[00:28:25] JW: Well, one of my favorites is called The Language of God by Francis Collins. He's not an astronomer. He's a geneticist, more of a biologist. But he wrote in that book about the human genome, the DNA and that wonderful scientific quest of mapping out the human genome. But he also wrote about how he, as a scientist, as an adult, came to faith in Christ, and how the science that he sees meshes so beautifully in harmony with his faith in God and his discipleship to Jesus Christ. So, I recommend The Language of God.


[00:29:05] JR: Yeah, it's a terrific book that I recommend all the time. I'm glad you brought that up.


[00:29:13] JW: Yeah, I should just also mention in general, I recommend that the writings of C.S. Lewis. I think he gives a theological permission to ask questions, which I like.


[00:29:24] JR: Hey, who would you most like to hear on this podcast talking about their faith in their work?


[00:29:28] JW: Wow. Oh, my goodness. There are so many, so many people, but I would recommend Dr. Deborah Haarsma, who is the president of the BioLogos organization. She's also an astronomer. And interestingly, she and I were in graduate school, studying radio astrophysics, radio astronomy at the same time, in the same city, Cambridge, Massachusetts. But I was at Harvard University for my graduate work and she was down the street and a little school, we call little trade school called MIT. But we were in both in the Christian Fellowship groups of our respective universities. A lot of people don't realize that these universities, especially those big scientific universities have thriving Christian Fellowship groups of scientists who are eager to think about what their scientific studies mean in light of their faith and their commitment to God. So, I'd recommend Deborah Haarsma. I'd recommend talking to Dr. Francis Collins, if you can ever get him, of course, he's very high demand.


[00:30:36] JR: Alright, last question, what's one thing from our conversation today, Dr. Wiseman, do you want to reiterate to our listeners before we sign off?


[00:30:45] JW: I think keep your eyes open to the beauty of creation. Don't become cynical, don't become discouraged. But take a new fresh eye of wonder, take time every week to go outside and just look at a flower, walk through the forest quietly. Look at the night sky. Bring your church congregation maybe for a night of stargazing or for a walk through the woods or something just to appreciate the natural world. Give praise to God. Let that be your first reaction. And then ask the Lord how we can help be better stewards of this creation.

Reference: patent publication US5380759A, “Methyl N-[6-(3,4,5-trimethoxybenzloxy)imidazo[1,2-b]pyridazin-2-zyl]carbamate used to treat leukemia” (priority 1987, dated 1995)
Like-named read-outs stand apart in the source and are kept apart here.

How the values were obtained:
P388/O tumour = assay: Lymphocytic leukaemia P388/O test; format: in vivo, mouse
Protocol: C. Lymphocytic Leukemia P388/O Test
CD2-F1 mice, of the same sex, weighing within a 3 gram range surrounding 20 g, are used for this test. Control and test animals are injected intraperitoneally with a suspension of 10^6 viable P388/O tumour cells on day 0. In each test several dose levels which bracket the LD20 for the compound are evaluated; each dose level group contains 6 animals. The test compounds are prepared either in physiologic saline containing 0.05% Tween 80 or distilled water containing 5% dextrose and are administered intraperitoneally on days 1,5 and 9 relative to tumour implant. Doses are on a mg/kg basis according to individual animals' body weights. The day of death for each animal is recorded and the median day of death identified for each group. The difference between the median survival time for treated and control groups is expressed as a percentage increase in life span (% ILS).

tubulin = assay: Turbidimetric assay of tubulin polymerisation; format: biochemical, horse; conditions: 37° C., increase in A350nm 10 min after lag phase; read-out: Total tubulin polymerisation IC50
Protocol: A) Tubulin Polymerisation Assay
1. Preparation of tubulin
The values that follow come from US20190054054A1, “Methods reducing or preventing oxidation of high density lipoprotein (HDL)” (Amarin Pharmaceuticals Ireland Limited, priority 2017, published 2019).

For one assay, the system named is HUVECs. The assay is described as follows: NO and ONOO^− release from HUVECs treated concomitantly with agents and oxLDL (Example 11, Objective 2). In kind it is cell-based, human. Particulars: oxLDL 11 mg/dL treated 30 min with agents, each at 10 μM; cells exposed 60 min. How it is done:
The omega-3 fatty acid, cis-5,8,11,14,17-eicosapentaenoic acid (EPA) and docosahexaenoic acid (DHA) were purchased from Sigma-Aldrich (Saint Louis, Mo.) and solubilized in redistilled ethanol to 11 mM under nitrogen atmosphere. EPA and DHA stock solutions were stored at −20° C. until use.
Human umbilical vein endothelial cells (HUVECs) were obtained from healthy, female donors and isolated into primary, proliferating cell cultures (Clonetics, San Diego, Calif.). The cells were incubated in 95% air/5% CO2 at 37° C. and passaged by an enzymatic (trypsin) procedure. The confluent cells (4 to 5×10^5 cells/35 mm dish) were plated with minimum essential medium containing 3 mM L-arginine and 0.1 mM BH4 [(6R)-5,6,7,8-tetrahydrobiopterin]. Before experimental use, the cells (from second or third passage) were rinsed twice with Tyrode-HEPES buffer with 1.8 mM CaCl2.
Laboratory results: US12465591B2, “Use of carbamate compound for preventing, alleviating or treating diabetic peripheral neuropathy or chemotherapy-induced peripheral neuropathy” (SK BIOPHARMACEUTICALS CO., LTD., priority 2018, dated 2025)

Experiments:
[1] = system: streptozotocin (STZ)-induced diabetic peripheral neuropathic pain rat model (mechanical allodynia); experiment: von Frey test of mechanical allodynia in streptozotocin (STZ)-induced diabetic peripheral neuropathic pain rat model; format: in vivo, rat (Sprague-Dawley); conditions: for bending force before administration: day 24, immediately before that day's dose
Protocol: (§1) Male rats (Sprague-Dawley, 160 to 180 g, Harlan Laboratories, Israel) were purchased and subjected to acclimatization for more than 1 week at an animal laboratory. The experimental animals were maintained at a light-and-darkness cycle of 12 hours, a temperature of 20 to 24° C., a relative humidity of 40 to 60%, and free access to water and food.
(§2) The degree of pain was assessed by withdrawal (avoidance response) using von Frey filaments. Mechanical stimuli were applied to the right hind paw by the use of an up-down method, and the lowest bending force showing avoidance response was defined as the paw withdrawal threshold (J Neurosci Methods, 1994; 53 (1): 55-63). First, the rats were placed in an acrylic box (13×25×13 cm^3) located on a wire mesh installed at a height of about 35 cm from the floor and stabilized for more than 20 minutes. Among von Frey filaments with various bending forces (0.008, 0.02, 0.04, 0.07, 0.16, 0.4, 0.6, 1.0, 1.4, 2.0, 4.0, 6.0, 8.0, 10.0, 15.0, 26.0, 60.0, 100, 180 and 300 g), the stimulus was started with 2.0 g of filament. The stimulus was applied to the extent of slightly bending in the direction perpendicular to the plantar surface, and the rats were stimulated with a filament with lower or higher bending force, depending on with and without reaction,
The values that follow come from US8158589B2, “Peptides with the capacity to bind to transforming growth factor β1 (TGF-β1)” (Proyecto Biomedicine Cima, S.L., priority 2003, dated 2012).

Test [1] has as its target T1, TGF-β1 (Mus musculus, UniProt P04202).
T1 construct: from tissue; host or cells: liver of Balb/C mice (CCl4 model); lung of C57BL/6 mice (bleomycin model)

If it's being a better caretaker of the environment, how can we do that practically speaking? If it's studying the distant universe like I do, where you can't actually touch it, but how can we share that knowledge in ways that helps people who maybe are downtrodden to lift their spirits of it, to realize that they're part of a beautiful universe that God loves of this creation that God cares about and the other creatures that God cares for too. So, those are some thoughts I would leave with you.


[00:31:58] JR: That's a beautiful note to end on. Dr. Wiseman, I just want to commend you for the exceptional, eternally significant work that you do. Thank you for reminding us of the fact that God works through all of us, through scientists, and faithful believers in many other fields. And thank you for reminding us of how our work can lead us to worship.


Guys, Dr. Wiseman's easy to find, just Google her and you could find her bio and information in a bunch of different places. Dr. Wiseman, thank you for joining us. And thank you guys, for tuning in.




[00:32:36] JR: I trust that you guys enjoyed that conversation as much as I did. Hey, if you're enjoying The Call to Mastery, be sure to check out my brand-new podcast, The Word Before Work. A weekly five-minute devotional podcast to help you respond to the biblical truth that your work matters for eternity. Just search for my name Jordan Raynor, or The Word Before Work, and your favorite podcast app. Guys, thank you so much for tuning in this week. I'll see you next time.